So if I was ripping CDs for the first time, I would do it lossless as much for psychological reasons as because HD space is cheap now. But I would not waste time redoing CDs ripped at 256kbps. Use the time saved to listen to music!

Btw, this is very easy to verify. Re rip one of your CDs in lossless and compare it the version ripped in lossy, making sure you are doing a blind comparison, with someone else doing the switchovers. See if you can reliably be correct in spotting the different rips,
say around 8 times out of 10 attempts. As a minimum, establish this before making the huge time and effort investment.
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Kumar I will have to do the test as you suggest but I would be surprised...shocked even if I can't tell the difference between lossless and 256 kbps. I kinda did that test already a few years back. I had compared songs on my itunes ripped at 256 kbps with ALAC. To me the differnce was quite apparent. Some of my friends claim to hear nothing. For instance I pick up very obvious differnces between 320kbps and 224 kbps. I experienced it just this morning. I was listening to some tracks today and when I reached a certain track in my Queue I noticed a distinct drop in quality. So I walked across to my computer to confirm and sure enough all the previous songs were 320 kbps and that one was 224 kbps. Now maybe 256 is some sort of threshold where you stop hearing the difference. But my hypothesis is for me that threshold is more likely to be 320 kbps and even at that level I have my doubts. But i will take your advice and do more extensive testing before I expend the effort.
Kumar I will have to do the test as you suggest but I would be surprised...shocked even if I can't tell the difference between lossless and 256 kbps.

If you can make out the difference, the re ripping is certainly worth the effort!

But do test rigorously - which means blind testing, with file change the only variable. Same CD/track, same set up, same volume levels, same listening position - even the same time of the day which it will be if you get some one to do switchovers back and forth so you don't know which file you are listening to.
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Is there some information how the Connect amp is build. I know Sonos uses a class D amp for his connect:amp. I like my playbar, but I hear the big difference in my shop (HIFI Klubben) when they connect a set of Dali speakers to a the connect:AMP for comparison with the playbar.
Try the Dali IKON 1 MK2 (with the Sonos Sub) and you fall off your chair in amazement. I know that techincal specs does not tell you anything about the quality of the sound, but I am very curious how it is working (how the powersuply is build and the amplifier it self).
mmuetst,

Offhand, I don't recall any similar articles on the ZP120/CONNECT:AMP, but here is a tear down of the earlier ZP100.

The CONNECT:AMP is different. The most obvious difference is the use of a switch mode power supply.
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mmuetst,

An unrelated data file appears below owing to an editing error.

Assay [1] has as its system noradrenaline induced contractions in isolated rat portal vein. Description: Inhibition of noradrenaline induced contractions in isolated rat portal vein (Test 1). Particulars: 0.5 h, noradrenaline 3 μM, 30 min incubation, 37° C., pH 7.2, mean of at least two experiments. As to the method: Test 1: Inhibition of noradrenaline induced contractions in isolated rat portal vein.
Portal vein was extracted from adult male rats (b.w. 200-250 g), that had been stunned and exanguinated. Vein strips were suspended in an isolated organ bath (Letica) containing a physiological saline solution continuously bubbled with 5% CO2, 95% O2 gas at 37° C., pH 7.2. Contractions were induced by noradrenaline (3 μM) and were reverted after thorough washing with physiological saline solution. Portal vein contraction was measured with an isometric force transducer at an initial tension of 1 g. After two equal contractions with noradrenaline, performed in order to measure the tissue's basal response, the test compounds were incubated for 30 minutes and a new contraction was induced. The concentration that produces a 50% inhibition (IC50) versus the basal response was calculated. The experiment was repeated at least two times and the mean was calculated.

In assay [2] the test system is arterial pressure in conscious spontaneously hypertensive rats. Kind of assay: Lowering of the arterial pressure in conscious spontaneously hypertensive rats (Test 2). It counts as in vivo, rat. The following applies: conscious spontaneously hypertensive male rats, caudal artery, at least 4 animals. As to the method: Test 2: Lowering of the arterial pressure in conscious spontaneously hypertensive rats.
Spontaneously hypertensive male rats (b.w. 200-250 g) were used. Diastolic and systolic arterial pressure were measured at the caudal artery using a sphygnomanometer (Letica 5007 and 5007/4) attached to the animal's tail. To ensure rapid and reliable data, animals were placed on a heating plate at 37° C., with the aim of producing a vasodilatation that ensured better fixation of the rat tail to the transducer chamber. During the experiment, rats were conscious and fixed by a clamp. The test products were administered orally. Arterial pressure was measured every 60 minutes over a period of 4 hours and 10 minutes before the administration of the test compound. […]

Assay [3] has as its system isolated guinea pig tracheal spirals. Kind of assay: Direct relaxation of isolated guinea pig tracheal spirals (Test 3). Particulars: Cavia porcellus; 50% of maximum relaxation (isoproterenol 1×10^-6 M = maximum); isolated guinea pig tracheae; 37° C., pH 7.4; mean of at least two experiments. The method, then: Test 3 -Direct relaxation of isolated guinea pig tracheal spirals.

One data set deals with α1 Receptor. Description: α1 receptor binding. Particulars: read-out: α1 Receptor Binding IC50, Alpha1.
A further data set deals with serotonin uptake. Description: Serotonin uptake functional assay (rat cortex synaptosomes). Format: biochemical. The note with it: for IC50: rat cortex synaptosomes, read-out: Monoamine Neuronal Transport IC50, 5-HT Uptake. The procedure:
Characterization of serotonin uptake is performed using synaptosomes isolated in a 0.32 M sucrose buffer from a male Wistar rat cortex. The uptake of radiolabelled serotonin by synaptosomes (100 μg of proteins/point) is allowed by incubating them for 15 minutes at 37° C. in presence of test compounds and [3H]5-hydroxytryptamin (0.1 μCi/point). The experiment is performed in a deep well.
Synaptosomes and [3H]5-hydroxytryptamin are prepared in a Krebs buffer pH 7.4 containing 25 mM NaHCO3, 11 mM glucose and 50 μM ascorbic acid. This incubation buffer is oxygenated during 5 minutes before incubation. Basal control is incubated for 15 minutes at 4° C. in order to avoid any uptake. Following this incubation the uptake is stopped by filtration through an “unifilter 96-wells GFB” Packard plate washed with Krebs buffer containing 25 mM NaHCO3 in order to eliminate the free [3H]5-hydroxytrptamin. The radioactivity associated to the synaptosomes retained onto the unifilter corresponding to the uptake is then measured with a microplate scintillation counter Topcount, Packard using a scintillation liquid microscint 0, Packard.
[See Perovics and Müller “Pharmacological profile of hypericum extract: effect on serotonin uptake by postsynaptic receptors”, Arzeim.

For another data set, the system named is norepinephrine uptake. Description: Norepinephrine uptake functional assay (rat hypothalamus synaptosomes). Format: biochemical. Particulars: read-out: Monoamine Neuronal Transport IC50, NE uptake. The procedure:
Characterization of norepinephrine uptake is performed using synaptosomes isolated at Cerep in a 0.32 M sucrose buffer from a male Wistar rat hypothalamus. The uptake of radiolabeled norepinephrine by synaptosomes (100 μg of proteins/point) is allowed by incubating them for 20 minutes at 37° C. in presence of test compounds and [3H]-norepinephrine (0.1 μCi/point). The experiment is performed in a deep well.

Offhand, I don't recall any similar articles on the ZP120/CONNECT:AMP, but here is a tear down of the earlier ZP100.

The CONNECT:AMP is different. The most obvious difference is the use of a switch mode power supply.


Hi Buzz, there is a teardown on Flickr. The hart of the amp is build on a Tripath chip (the picture is not clear but I see some tekst IC2001 ETAAC2AA0750)
I cannot see what type of mosfets are used (the IC has 28 pins)
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Hi Buzz, There is a teardown on Flickr. The photo shows a Tripath IC (tekst on the chip is not easy to read). I see TC2001 and ETAAC2AA0750 (but I can be wrong) Chip has 28 pins. A search on google shows that Tripath makes very good audio chips. I cannot find a picture with the mosfets for the amplifier. They do not use the STA505 (this chip supplies 50 watts and the Sonos ZP120 does 55 watts) The DAC has a MC34067P chip.
So looking for a couple of amplifiers working with the TC2001 and gives 55 watts
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Some research and I think Sonos uses the STA506 or the STA508, but not using the full power of these chips. They tuned the chip for maximum 55 watts. These chips have better spec than the STA505 used in the ZP100.
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any one take a look inside the amp and can tell us the used chips?
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A while back I had to make a similar choice and decided on the Sonos connect and play this through my Marantz Class A amp the sound quality is extremely good when playing Spotify in extreme quality. I also have 4 x Play5's which sound great but the Connect through the separate system sounds utterly amazing through floor standing speakers and a Monolith + Sub!!!
I also have 4 x Play5's which sound great but the Connect through the separate system sounds utterly amazing through floor standing speakers and a Monolith + Sub!!!
The speaker quality is the difference. Sonos source quality is consistently good in all their units, but what the speaker makes of that quality is what you hear.